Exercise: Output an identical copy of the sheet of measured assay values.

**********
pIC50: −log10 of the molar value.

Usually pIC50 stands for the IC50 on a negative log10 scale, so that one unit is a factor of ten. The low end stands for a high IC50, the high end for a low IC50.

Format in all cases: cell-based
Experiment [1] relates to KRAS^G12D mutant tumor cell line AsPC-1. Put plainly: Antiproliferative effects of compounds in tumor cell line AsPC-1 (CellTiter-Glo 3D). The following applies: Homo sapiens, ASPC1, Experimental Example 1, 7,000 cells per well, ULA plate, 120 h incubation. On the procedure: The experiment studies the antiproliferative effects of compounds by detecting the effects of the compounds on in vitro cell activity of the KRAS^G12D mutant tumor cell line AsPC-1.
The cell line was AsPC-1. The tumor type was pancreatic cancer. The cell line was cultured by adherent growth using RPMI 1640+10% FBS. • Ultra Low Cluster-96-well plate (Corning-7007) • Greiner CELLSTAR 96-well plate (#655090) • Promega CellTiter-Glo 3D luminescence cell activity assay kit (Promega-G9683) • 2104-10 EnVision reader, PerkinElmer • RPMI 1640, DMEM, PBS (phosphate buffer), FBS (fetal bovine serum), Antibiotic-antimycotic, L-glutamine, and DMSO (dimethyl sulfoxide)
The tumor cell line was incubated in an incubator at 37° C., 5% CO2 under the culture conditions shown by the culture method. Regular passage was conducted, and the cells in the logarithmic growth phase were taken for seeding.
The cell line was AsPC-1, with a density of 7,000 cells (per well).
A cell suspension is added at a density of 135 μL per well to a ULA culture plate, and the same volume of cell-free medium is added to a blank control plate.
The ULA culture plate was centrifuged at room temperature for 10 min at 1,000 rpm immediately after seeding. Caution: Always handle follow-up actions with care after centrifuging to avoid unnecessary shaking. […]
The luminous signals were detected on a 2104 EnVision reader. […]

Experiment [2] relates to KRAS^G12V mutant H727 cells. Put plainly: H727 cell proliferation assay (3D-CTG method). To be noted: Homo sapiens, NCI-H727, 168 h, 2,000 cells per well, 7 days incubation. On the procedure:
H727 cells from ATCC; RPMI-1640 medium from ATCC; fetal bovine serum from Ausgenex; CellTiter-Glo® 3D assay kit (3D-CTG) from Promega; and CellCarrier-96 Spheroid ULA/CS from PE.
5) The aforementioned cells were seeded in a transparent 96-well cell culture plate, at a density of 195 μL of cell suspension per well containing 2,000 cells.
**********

pIC50: −log10 of the molar value.

Usually pIC50 stands for the IC50 on a negative log10 scale, so that one unit is a factor of ten. The low end stands for a high IC50, the high end for a low IC50.

Format in all cases: cell-based
Experiment [1] relates to KRAS^G12D mutant tumor cell line AsPC-1. Put plainly: Antiproliferative effects of compounds in tumor cell line AsPC-1 (CellTiter-Glo 3D). The following applies: Homo sapiens, ASPC1, Experimental Example 1, 7,000 cells per well, ULA plate, 120 h incubation. On the procedure: The experiment studies the antiproliferative effects of compounds by detecting the effects of the compounds on in vitro cell activity of the KRAS^G12D mutant tumor cell line AsPC-1.
The cell line was AsPC-1. The tumor type was pancreatic cancer. The cell line was cultured by adherent growth using RPMI 1640+10% FBS. • Ultra Low Cluster-96-well plate (Corning-7007) • Greiner CELLSTAR 96-well plate (#655090) • Promega CellTiter-Glo 3D luminescence cell activity assay kit (Promega-G9683) • 2104-10 EnVision reader, PerkinElmer • RPMI 1640, DMEM, PBS (phosphate buffer), FBS (fetal bovine serum), Antibiotic-antimycotic, L-glutamine, and DMSO (dimethyl sulfoxide)
The tumor cell line was incubated in an incubator at 37° C., 5% CO2 under the culture conditions shown by the culture method. Regular passage was conducted, and the cells in the logarithmic growth phase were taken for seeding.
The cell line was AsPC-1, with a density of 7,000 cells (per well).
A cell suspension is added at a density of 135 μL per well to a ULA culture plate, and the same volume of cell-free medium is added to a blank control plate.
The ULA culture plate was centrifuged at room temperature for 10 min at 1,000 rpm immediately after seeding. Caution: Always handle follow-up actions with care after centrifuging to avoid unnecessary shaking. […]
The luminous signals were detected on a 2104 EnVision reader. […]

Experiment [2] relates to KRAS^G12V mutant H727 cells. Put plainly: H727 cell proliferation assay (3D-CTG method). To be noted: Homo sapiens, NCI-H727, 168 h, 2,000 cells per well, 7 days incubation. On the procedure:
H727 cells from ATCC; RPMI-1640 medium from ATCC; fetal bovine serum from Ausgenex; CellTiter-Glo® 3D assay kit (3D-CTG) from Promega; and CellCarrier-96 Spheroid ULA/CS from PE.
5) The aforementioned cells were seeded in a transparent 96-well cell culture plate, at a density of 195 μL of cell suspension per well containing 2,000 cells.